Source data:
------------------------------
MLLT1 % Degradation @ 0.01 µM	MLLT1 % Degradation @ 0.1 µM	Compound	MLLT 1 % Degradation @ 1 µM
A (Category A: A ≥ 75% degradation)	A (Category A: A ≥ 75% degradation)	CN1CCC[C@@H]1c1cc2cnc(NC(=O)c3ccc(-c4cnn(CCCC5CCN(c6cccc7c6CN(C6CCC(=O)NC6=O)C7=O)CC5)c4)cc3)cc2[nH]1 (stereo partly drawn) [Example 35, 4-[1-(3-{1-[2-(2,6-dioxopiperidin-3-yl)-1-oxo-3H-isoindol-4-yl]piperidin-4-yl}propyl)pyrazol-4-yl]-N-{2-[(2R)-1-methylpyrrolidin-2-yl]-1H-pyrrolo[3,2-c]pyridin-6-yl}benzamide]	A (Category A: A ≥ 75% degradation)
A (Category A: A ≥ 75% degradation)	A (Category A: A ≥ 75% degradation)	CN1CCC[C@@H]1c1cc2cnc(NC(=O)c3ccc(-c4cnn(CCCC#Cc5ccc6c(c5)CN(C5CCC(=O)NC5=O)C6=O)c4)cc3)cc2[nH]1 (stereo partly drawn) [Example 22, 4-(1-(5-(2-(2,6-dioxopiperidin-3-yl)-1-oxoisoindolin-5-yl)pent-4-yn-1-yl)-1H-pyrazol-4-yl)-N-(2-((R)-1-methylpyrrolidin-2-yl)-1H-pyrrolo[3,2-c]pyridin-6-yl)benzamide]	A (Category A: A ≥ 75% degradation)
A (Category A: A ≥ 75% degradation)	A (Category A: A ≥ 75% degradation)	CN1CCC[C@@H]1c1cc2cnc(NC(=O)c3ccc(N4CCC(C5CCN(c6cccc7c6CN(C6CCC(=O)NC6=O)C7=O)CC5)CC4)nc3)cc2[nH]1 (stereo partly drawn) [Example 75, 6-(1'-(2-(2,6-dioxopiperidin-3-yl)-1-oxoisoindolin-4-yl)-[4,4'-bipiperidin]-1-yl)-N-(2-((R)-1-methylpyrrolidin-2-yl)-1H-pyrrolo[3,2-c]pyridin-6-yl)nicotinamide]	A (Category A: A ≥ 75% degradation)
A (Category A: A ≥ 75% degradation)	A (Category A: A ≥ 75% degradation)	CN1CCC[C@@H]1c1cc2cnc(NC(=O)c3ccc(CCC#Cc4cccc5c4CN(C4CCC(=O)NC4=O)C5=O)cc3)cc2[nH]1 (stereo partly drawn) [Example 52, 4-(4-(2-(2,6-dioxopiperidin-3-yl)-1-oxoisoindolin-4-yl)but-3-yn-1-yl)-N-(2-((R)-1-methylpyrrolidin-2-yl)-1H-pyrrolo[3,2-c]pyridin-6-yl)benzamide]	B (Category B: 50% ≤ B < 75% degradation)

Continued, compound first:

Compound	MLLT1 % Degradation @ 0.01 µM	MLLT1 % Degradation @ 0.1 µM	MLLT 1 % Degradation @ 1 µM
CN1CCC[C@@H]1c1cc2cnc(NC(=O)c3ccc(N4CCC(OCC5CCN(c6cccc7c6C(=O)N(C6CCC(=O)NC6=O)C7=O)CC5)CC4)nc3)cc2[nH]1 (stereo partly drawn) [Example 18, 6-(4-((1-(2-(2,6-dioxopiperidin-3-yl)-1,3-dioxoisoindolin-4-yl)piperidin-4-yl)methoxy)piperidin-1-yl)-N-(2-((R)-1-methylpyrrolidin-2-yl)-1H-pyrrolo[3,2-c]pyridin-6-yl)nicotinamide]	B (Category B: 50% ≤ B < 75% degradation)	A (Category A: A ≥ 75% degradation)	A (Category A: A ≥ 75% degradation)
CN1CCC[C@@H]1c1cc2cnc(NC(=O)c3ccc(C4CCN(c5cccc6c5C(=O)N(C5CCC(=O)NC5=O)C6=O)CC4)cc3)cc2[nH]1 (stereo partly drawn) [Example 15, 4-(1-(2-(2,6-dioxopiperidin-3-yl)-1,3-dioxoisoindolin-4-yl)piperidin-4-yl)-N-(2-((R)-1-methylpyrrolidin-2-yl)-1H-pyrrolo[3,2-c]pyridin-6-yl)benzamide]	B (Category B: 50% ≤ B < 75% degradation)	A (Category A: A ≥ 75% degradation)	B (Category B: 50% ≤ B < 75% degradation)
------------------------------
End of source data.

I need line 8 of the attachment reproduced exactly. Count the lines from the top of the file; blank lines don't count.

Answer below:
CN1CCC[C@@H]1c1cc2cnc(NC(=O)c3ccc(N4CCC(OCC5CCN(c6cccc7c6C(=O)N(C6CCC(=O)NC6=O)C7=O)CC5)CC4)nc3)cc2[nH]1 (stereo partly drawn) [Example 18, 6-(4-((1-(2-(2,6-dioxopiperidin-3-yl)-1,3-dioxoisoindolin-4-yl)piperidin-4-yl)methoxy)piperidin-1-yl)-N-(2-((R)-1-methylpyrrolidin-2-yl)-1H-pyrrolo[3,2-c]pyridin-6-yl)nicotinamide]	B (Category B: 50% ≤ B < 75% degradation)	A (Category A: A ≥ 75% degradation)	A (Category A: A ≥ 75% degradation)